Energy efficiency bill making its way through Congress

A new bipartisan bill on energy efficiency is heading toward the Senate floor, inching closer to becoming law. Authored by Democratic Senator Jeanne Shaheen of New Hampshire and Republican Senator Rob Portman of Ohio, the Energy Savings and Industrial Competitiveness Act would represent a huge step forward in the United States' energy policy.

According to ThinkProgress, the Shaheen-Portman bill aims at updating efficiency building codes for industrial facilities and federal agencies, offering rebates and other financial incentives for eco-friendly equipment and requiring federal buildings to adopt power-saving measures. The bill calls on the Secretary of Energy to fund these initiatives by awarding grants to states that will "establish or expand programs to promote the financing of energy efficiency retrofit projects for private sector and commercial buildings."

The American Council for an Energy-Efficient Economy (ACEEE) deduced that, if passed, the Shaheen-Portman bill would save approximately 9.5 quadrillion British Thermal Units (BTU) across the country over the course of 2014 to 2030, an amount equal to about one-tenth of annual national energy consumption.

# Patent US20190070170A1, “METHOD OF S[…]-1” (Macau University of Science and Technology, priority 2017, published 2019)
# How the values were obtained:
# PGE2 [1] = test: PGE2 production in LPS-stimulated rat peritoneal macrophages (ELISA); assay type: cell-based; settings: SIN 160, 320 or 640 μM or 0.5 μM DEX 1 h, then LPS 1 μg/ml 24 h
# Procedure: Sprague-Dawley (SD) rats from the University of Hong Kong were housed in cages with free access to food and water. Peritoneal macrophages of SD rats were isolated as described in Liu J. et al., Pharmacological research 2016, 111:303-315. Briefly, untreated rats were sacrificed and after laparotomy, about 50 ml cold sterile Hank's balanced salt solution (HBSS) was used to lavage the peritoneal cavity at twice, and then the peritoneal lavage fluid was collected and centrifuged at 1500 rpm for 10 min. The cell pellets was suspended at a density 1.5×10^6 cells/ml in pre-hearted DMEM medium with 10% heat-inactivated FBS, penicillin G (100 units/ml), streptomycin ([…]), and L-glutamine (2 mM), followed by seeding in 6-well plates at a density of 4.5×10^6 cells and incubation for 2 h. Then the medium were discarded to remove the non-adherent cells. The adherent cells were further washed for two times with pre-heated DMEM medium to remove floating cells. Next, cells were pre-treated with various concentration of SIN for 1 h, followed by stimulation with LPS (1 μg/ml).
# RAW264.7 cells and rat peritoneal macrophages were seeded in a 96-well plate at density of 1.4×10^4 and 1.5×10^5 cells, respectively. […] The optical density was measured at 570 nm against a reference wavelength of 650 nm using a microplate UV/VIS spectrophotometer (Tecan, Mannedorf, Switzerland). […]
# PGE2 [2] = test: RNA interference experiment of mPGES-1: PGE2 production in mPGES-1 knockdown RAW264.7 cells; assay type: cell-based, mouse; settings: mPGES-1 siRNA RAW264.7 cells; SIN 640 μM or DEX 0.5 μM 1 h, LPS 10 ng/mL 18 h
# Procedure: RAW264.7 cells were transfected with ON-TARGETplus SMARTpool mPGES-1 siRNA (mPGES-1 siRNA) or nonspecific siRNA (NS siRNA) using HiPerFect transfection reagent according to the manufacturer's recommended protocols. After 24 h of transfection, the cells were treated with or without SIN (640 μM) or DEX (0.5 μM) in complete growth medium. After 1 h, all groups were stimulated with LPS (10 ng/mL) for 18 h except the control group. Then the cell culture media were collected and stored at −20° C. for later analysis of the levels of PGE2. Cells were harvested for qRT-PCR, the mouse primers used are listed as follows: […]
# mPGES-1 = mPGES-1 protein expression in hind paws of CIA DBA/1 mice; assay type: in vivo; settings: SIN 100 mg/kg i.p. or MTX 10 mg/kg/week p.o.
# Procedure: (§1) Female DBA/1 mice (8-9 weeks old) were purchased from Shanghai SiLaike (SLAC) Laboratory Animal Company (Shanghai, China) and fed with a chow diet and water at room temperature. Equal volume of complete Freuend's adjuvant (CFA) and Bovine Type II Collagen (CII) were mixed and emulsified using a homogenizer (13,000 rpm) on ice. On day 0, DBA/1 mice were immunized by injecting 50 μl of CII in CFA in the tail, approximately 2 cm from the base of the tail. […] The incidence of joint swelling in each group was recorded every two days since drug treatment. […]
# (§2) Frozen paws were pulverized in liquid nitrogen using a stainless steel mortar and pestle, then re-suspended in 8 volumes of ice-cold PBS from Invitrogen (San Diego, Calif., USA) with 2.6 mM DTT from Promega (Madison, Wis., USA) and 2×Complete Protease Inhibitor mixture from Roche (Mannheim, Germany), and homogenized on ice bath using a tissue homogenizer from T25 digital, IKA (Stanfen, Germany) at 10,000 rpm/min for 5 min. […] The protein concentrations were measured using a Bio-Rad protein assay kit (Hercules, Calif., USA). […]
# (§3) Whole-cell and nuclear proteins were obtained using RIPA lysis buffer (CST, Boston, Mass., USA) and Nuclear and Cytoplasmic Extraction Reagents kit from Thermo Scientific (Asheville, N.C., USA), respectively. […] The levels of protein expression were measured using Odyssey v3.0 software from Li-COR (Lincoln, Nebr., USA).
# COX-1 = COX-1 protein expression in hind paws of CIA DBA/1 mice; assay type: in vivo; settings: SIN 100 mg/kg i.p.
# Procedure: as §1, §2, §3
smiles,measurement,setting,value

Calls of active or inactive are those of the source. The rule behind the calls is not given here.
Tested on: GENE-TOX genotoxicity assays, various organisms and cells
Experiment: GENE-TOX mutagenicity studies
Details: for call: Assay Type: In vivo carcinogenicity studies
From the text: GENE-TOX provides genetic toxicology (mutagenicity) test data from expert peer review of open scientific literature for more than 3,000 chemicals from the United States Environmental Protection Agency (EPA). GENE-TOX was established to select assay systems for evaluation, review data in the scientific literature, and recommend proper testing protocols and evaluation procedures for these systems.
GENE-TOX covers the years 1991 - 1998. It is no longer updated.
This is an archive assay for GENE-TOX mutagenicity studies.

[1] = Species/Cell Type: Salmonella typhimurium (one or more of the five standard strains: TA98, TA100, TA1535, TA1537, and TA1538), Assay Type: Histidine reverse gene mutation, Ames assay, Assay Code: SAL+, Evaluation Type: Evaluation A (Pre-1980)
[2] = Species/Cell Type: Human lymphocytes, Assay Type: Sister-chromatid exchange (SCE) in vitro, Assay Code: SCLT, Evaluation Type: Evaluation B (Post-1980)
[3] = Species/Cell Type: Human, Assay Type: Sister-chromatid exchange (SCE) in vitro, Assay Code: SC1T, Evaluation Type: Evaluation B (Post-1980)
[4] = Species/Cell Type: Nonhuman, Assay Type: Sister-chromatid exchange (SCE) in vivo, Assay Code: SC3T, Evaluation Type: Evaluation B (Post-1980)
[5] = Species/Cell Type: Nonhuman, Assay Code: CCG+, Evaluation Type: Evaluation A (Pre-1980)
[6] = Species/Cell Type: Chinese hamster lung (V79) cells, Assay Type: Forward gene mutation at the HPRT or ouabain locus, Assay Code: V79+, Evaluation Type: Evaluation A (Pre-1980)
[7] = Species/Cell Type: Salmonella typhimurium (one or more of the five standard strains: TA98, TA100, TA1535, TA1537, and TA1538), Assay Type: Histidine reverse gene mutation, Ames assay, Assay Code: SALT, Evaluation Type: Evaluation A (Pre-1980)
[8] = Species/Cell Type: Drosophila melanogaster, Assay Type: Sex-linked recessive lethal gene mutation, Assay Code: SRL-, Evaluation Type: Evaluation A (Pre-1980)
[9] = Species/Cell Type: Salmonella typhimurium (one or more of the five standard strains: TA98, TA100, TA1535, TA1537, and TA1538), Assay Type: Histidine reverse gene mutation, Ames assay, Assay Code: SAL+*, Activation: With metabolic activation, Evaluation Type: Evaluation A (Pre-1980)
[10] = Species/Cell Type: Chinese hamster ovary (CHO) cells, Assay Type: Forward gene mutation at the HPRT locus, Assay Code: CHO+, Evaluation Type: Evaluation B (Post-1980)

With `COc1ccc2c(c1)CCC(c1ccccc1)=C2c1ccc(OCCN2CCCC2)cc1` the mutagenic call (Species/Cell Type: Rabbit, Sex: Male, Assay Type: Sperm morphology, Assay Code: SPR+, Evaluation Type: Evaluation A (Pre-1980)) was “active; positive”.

While a previous attempt had been made at passing the bill into law, it was pulled due to tacked on controversial amendments. Despite that, lawmakers are now taking careful steps – such as rewording language to substitute more hot-button terms like "loans" with "grants" – to keep detrimental provisions from being added.

Homeowners in the DC area are encouraged to make an appointment with DC home inspectors. These contractors can help residents establish their own energy efficient homes and work on improving their personal energy bills before the government improves its own.